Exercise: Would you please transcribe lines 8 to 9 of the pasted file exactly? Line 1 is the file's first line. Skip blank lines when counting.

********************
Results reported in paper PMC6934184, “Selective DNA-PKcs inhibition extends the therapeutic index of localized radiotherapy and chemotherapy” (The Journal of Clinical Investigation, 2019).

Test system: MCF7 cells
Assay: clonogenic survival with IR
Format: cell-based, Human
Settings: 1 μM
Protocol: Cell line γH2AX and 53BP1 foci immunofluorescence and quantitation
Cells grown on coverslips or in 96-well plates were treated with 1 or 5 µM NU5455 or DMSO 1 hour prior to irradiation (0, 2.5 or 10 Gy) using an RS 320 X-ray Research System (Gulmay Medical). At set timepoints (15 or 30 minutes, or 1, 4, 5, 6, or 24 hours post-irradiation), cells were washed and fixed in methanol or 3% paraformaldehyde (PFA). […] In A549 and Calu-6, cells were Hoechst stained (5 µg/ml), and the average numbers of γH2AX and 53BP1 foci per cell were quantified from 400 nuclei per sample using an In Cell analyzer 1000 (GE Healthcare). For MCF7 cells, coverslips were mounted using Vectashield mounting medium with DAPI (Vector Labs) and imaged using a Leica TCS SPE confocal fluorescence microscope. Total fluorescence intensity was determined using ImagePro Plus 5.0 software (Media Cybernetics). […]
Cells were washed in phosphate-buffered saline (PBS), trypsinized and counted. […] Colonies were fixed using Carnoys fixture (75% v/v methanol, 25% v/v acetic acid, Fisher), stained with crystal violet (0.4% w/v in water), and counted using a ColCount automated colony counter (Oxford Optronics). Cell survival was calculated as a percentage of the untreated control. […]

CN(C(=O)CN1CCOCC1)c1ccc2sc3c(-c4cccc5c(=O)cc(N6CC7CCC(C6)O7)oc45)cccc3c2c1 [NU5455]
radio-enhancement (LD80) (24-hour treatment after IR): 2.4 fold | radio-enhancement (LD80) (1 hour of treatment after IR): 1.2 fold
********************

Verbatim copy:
Cells were washed in phosphate-buffered saline (PBS), trypsinized and counted. […] Colonies were fixed using Carnoys fixture (75% v/v methanol, 25% v/v acetic acid, Fisher), stained with crystal violet (0.4% w/v in water), and counted using a ColCount automated colony counter (Oxford Optronics). Cell survival was calculated as a percentage of the untreated control. […]

CN(C(=O)CN1CCOCC1)c1ccc2sc3c(-c4cccc5c(=O)cc(N6CC7CCC(C6)O7)oc45)cccc3c2c1 [NU5455]